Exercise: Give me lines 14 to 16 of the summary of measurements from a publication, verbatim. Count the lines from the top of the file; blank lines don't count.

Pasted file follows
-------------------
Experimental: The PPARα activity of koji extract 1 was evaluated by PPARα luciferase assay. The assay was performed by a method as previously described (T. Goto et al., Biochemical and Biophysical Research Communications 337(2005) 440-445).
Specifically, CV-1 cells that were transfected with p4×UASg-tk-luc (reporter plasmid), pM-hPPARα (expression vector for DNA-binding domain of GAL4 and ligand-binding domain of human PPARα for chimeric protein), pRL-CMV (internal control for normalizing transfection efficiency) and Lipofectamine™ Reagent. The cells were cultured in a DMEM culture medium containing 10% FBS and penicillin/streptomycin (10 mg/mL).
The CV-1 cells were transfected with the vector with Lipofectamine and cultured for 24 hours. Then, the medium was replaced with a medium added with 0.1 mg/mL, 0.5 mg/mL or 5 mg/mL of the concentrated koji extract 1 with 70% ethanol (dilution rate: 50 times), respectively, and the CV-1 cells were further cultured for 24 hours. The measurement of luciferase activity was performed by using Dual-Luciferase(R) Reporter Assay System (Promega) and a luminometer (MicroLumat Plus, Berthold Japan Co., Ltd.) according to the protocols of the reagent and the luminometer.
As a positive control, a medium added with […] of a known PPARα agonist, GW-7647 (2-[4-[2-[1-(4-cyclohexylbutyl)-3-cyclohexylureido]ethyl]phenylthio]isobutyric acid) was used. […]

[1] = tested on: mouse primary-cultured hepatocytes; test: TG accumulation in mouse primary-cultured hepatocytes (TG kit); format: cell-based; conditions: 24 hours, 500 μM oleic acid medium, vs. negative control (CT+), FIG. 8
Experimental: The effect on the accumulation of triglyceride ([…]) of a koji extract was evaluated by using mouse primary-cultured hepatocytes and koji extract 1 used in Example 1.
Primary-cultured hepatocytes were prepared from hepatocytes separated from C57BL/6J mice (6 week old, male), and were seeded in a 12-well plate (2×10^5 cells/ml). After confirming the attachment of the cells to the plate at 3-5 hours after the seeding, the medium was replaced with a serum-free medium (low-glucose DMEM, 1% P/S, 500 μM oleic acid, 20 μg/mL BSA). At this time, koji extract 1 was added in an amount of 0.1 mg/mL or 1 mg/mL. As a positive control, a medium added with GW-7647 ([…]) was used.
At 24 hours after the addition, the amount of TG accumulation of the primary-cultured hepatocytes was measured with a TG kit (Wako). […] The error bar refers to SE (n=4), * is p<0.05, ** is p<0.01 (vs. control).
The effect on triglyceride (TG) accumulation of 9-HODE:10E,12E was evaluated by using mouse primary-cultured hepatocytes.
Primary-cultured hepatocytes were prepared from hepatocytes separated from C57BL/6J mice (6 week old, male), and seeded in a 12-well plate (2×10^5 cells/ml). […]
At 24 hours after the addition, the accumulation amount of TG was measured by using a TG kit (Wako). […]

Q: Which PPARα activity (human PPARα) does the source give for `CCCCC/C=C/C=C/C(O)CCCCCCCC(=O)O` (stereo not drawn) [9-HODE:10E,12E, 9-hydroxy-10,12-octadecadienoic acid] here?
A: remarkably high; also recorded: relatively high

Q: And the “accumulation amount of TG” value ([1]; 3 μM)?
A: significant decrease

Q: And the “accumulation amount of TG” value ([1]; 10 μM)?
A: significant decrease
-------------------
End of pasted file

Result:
Q: And the “accumulation amount of TG” value ([1]; 3 μM)?
A: significant decrease

Q: And the “accumulation amount of TG” value ([1]; 10 μM)?